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Crop Insurance and Southern Agriculture: What You Need To Know

Federal crop insurance has long been a key risk management tool for agricultural producers, as well as for lenders and others who work with producers. Current Congressional debate over the “2012 Farm Bill” strongly indicates that crop insurance will become an even greater part of farm risk management for agricultural producers, especially in light of likely elimination of direct payments and the “safety net” of the traditional farm program under the Farm Bill.

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The importance of this shifting policy landscape and crop insurance is applicable nationwide, and is especially important for southern agricultural crop and livestock producers. In light of these coming changes, it is imperative that producers, lenders, extension personnel, and others involved in southern agricultural production have a foundational understanding of key aspects of current and proposed changes to federal crop insurance.

In addition, a foundational understanding of the crop insurance program will help producers and others more easily navigate and prepare for the claims loss process, and for those instances in which a loss claim is denied.

This free webinar presentation will provide foundational knowledge on the federal crop insurance program and its application to southern agriculture. In addition, the webinar will include information on:

• Update on current federal policy debate regarding crop insurance;
• Key terminology producers and others should be aware of in navigating legal and other important aspects of crop insurance;
• Critical resources for updates and information on legal and other crop insurance issues;
• Discussion of legal considerations that should be considered once a loss occurs; and
• Legal significance of representations made by crop insurance agents to producers.

The webinar presentation is the first in a series of educational webinars provided by the National Agricultural Law Center with generous support from the Banks Law Firm, PLLC that focuses on the impact of the proposed and likely changes for the 2012 Farm Bill debate and other issues impacting agricultural production in the southeast United States.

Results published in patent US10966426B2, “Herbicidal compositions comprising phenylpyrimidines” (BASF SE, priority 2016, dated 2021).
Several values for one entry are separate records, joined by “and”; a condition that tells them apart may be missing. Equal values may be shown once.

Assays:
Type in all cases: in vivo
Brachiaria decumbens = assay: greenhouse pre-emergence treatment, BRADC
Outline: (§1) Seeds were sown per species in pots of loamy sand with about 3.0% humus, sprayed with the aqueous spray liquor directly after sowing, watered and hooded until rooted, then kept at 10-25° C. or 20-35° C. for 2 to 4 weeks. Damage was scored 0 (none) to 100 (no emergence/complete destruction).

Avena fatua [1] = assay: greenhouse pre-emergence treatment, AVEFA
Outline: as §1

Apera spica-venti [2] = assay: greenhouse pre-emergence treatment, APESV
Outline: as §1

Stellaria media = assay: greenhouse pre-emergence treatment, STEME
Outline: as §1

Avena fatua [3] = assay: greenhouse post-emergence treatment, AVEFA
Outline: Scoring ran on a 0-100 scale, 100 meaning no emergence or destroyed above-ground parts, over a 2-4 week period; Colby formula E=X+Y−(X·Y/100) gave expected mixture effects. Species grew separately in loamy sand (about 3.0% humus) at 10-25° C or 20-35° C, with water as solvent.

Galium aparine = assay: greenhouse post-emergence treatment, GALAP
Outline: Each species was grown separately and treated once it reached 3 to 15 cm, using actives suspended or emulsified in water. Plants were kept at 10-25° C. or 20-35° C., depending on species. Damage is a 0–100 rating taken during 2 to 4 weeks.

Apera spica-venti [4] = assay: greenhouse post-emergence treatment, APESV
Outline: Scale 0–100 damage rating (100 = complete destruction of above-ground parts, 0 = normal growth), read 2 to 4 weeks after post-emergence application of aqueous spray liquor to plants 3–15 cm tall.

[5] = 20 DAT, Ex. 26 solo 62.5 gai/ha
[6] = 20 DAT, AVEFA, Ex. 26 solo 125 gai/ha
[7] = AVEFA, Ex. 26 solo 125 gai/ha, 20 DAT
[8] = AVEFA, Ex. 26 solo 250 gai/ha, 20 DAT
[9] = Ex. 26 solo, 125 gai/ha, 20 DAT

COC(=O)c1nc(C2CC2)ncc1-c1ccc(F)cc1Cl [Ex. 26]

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About the Extension Foundation

The Extension Foundation was formed in 2006 by Extension Directors and Administrators. Today, the Foundation partners with Cooperative Extension through liaison roles and a formal plan of work with the Extension Committee on Organization and Policy (ECOP) to increase system capacity while providing programmatic services, and helping Extension programs scale and investigate new methods and models for implementing programs. The Foundation provides professional development to Cooperative Extension professionals and offers exclusive services to its members. In 2020 and 2021, the Extension Foundation has awarded 85% of its direct funding back to the Cooperative Extension System, 100% of funds are used to support Cooperative Extension initiatives. 

This technology is supported in part by New Technologies for Agriculture Extension grant no. 2020-41595-30123 from the USDA National Institute of Food and Agriculture and membership funding. Any opinions, findings, conclusions, or recommendations expressed in the content are those of the author(s) and do not necessarily reflect the view of the U.S. Department of Agriculture. For more information, please visit You can view the terms of useat

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